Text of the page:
Why I worry about the pastors of politically divided churches
It’s been a rough couple of months for many pastors as they’ve led their congregations through post-election anxieties. Those who endorsed the president-elect have to face the anxiety that comes from getting what you want. Many called their churches to support him because of his stand on a particular issue such as abortion. Now they’re destined to four years of advocating for a president whose life and public policies reject most of the morality they preach from their pulpits. I’m not too worried about these pastors because they seem to have the capacity to stay on top of the political sentiments of their congregations.
By contrast, those pastors who publicly denounced Donald Trump have spent the last two months binding up the wounds of their congregation and assuring them all is not lost. There have been special worship services, listening sessions, and newly formed community alliances focused on demonstrating a commitment to Muslim-Americans, harassed women, LGBTQ people, or undocumented workers. These pastors have redeclared their churches to be sanctuaries for all of God’s children. I worry about the stamina of these pastors, but not their vision. They’re tired but have healthy souls.
The pastors I fret over the most are those whose congregations are divided in their political allegiances. These churches pride themselves on being a place where all types of diversity are held together by a common center in Christ. “The center will always hold,” pastors have said for years. “We don’t have to worry about what divides us.” But this last election revealed that we have never been a centered country; congregations had better be worried about what divides them.
Now any veneer of unity or rhetoric about “Stronger Together” has been torn away. This is also true in congregations that are dealing with the reality that they are very much divided by conflicting visions of our life together as a nation. If a politically diverse congregation is paying attention, it realizes that the inauguration of our new president tears at its understanding of the church’s mission. Some members will continue to advocate for the church to care for the poor, the marginalized, and the uninsured and will provide hospitality to the stranger in its midst. Others will say the time has come for the church to do its part in making America great again, whatever that means.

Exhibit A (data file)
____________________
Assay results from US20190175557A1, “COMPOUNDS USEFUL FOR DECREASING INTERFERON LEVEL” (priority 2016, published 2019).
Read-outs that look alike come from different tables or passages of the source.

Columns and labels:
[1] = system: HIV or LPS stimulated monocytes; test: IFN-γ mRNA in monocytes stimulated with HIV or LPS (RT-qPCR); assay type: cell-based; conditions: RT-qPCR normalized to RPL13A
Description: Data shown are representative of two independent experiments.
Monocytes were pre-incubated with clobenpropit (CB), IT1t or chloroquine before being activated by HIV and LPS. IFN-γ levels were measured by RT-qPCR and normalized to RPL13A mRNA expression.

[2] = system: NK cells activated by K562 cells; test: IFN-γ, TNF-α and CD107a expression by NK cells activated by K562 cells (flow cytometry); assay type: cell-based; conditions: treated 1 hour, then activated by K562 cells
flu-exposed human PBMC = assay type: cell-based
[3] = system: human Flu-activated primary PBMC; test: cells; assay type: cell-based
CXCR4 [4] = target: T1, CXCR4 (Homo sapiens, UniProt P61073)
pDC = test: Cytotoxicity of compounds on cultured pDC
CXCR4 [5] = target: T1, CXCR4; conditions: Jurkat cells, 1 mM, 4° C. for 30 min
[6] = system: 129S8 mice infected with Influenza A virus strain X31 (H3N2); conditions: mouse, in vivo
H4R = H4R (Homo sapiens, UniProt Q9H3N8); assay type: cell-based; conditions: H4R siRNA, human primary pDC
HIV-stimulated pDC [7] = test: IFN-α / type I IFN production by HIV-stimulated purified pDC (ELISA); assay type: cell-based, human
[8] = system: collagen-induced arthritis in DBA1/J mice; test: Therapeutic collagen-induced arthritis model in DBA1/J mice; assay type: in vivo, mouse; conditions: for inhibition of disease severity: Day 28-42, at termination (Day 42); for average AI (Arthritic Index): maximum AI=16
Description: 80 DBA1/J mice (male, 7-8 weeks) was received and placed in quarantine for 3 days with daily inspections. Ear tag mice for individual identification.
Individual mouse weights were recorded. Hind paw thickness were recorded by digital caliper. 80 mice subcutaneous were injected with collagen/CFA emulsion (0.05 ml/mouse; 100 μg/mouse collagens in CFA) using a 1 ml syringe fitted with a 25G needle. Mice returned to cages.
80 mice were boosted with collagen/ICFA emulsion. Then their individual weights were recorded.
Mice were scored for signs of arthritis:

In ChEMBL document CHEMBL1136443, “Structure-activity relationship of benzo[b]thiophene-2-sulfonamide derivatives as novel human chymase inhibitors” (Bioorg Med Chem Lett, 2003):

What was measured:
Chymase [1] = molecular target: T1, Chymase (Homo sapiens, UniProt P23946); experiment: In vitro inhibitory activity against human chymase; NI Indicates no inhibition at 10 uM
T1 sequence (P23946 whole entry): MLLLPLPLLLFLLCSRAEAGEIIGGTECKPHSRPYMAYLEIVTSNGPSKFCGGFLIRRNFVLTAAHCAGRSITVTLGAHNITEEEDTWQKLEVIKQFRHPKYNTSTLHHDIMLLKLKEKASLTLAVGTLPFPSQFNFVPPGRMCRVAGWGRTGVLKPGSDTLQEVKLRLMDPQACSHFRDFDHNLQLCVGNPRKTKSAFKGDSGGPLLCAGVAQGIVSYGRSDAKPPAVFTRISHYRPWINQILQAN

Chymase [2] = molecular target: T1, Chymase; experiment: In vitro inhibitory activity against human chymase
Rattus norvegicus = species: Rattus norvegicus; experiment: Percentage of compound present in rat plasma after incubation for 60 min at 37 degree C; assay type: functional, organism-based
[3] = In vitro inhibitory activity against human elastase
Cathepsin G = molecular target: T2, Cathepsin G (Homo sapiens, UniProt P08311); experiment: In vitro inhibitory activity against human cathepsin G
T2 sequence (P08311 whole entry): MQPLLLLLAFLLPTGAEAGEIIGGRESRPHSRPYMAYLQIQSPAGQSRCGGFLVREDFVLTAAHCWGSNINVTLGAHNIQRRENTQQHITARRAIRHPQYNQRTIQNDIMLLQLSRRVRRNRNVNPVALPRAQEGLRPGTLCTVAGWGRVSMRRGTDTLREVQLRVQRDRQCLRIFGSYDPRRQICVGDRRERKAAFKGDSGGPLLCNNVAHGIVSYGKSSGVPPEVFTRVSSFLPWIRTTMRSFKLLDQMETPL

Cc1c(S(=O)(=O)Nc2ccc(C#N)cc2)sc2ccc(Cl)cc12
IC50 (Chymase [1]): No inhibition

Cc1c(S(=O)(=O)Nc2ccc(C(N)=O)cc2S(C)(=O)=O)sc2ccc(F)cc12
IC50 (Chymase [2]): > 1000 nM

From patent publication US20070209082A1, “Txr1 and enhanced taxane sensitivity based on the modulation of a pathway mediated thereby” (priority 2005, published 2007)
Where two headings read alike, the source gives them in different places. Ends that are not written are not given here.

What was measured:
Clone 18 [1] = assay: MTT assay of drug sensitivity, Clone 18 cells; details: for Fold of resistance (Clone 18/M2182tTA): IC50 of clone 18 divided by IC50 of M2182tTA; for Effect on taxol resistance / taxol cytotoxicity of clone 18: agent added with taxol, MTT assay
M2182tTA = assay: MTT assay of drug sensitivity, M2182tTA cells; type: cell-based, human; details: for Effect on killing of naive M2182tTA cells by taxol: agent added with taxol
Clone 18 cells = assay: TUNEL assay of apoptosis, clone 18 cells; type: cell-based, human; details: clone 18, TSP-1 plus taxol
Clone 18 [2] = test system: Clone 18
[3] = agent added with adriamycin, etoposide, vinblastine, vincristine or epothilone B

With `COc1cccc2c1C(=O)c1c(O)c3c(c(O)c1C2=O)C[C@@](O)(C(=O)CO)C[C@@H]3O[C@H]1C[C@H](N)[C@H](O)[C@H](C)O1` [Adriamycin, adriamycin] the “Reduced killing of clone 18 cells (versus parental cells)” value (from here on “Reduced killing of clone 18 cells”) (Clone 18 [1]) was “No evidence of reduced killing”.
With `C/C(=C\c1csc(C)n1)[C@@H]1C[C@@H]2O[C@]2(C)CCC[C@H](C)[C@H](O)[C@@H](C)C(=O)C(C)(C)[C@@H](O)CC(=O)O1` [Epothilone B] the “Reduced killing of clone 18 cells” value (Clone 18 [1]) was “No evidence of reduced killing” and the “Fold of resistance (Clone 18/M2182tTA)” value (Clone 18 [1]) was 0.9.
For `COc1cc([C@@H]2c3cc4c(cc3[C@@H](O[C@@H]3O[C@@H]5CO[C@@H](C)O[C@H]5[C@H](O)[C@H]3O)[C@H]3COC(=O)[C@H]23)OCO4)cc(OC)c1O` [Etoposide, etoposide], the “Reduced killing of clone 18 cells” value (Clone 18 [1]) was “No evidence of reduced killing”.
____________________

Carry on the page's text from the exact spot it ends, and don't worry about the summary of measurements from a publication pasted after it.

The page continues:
In this stark conflict the pastor stands in the pulpit struggling to say something that’s both unifying and prophetic. It’s easy to gloss over the divisive issues of a congregation with a declaration about spiritual unity, and it’s easy to make a congregation afraid of the “them” who are to blame for our problems. But it’s very difficult to preach to a divided “us.”
This goes to the heart of the pastor’s calling. We are not cheerleaders who lead the congregation in fight songs for our side of a political game. Nor do we wander around asking, “Can’t we all just get along?” Our calling has always been to proclaim the gospel for our life together. So what does it mean to be the pastor-preacher who has taken a vow to love everyone in the congregation in such a divisive time?
What does it mean for a pastor to have convictions that conflict with those in the pews who are listening to a sermon?
My seminarians tell me that the pastor should simply preach the truth and let the chips fall where they may. But our seminary’s alums address the question with a more nuanced response that places their commitment to love all of the congregation in tension with the freedom to proclaim the truth as they see it. “The truth,” they say, “is that I have a holy commitment to those who I think made a grave mistake when they went into the voting booth. I have to be their pastor as well.”
I spent ten years as the pastor of a large congregation in Washington, D.C., and learned how to speak on issues that divide the nation. “The goal,” I now tell my students at the seminary, “is to preach into the cultural divisions in a way that transcends the competing political platforms.” I still believe that.
But there are times when a preacher has to echo Luther in saying, “Here I stand; I can do no other. God help me.” This is one of those times. No pastor should remain silent at the election of a president who has deceived the working class with empty promises, and who is clearly misogynist, Islamophobic, an advocate of racist stop-and-frisk policing. He wants to build walls around the country rather than offer hospitality to the stranger. All of that is anathema to the gospel of Jesus Christ’s love for a world he was literally dying to love.
So I stay awake at night praying for the pastor who has to figure out how to say this to a congregation that believes Jesus is the lord of life, but that says, please, don’t talk about politics.
A version of this article appears in the January 4 print edition under the title “The pastors I worry about.”